we have solid plans for continued expansion.”
A typical Pull-A-Part location contains over 2,000 vehicles,
all 10 years or older end-of-lifers. We asked Levetan how his
business model contrasted with an old time junkyard. “Well, the
same way that night contrasts with day. We are literally the
exact opposite of what most people have of the image when they
think about our industry, as are many others in today’s modern
auto recycling industry. We really feel we take it to a new level.
Our locations are clean, neat and organized. You see cars all
up on stands in perfectly neat rows, organized by manufacturer.
It’s easy for our customers to come in, remove the parts they
need and save a huge amount of money in the process.”
Pull-A-Part attributes much of its success to an outstanding
environmental and safety record. The company website lists scores
of environmental, civic and industry awards.
“We see environmental issues as something that really helps us
stand out in the industry,” said Levetan. Pull-A-Part was, for
instance, the only auto recycler in the country that was a member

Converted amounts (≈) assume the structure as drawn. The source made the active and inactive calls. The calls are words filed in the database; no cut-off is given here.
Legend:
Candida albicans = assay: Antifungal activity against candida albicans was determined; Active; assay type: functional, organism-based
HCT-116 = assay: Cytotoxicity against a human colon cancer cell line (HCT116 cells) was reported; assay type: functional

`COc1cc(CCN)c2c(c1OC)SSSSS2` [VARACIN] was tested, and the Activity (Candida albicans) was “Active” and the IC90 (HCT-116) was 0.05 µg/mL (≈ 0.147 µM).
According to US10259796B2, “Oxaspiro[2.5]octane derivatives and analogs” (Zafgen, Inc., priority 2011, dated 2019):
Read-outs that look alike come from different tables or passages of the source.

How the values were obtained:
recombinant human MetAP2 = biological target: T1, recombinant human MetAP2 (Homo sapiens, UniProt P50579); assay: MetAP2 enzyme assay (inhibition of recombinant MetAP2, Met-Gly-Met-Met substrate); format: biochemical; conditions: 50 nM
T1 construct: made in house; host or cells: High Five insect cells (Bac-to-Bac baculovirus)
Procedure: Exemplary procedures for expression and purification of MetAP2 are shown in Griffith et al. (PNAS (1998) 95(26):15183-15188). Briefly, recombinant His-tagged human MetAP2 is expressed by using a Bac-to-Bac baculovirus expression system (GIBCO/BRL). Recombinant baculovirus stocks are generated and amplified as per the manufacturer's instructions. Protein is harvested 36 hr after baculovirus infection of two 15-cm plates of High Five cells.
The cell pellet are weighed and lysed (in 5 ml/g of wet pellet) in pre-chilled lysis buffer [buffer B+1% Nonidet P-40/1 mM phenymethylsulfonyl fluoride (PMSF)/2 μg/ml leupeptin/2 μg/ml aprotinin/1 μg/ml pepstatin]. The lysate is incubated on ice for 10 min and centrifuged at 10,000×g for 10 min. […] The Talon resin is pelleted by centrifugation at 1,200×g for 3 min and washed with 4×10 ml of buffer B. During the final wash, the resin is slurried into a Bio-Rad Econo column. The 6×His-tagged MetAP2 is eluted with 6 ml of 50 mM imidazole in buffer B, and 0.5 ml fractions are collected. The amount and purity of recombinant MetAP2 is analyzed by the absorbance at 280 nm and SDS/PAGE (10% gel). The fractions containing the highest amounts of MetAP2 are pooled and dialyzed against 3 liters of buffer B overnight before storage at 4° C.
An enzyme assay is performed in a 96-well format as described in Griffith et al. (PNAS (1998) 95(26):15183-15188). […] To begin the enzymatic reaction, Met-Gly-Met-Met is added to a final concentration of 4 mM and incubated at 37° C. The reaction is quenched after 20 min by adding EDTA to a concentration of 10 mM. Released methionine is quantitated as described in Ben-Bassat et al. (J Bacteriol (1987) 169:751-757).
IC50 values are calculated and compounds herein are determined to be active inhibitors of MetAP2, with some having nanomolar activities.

of the United States Environmental Protection Agency’s Performance
Track Program which required a rigorous process of standards
and inspections to be accepted into the program.
“All of our sites are compliant for storm water and spill prevention
under the Clean Water Act and the National Pollutant Discharge
Elimination System. We have rigorous self-inspection programs,
both environmentally and for safety throughout our various management
levels and we also utilize third-party inspectors from consulting
firms. All of those compliance problems that others struggle
with are routine for us,” said Levetan.
Pull-A-Part does not dismantle parts for customers. It is strictly
a do-it-yourself, self-service business. “Everything we do is
aimed at improving the customer experience,” said Levetan. We
noticed this approach of simplifying shopping at the company
website. A search feature allows a user to locate a vehicle by
location, make, model or manufacturer. The website is updated
At Pull-A-Part, part pricing is on a fixed base price regardless
of make, model or year. The price for a six-cylinder engine,
for example, is the same no matter what kind of car it comes
out of. This pricing by category goes down to the smallest parts
like a windshield wiper arm. If a part is not on one of the cars
in the store, the customer can request to be notified when that
car arrives at the store.
For a small add-on fee to the base price, the customer can buy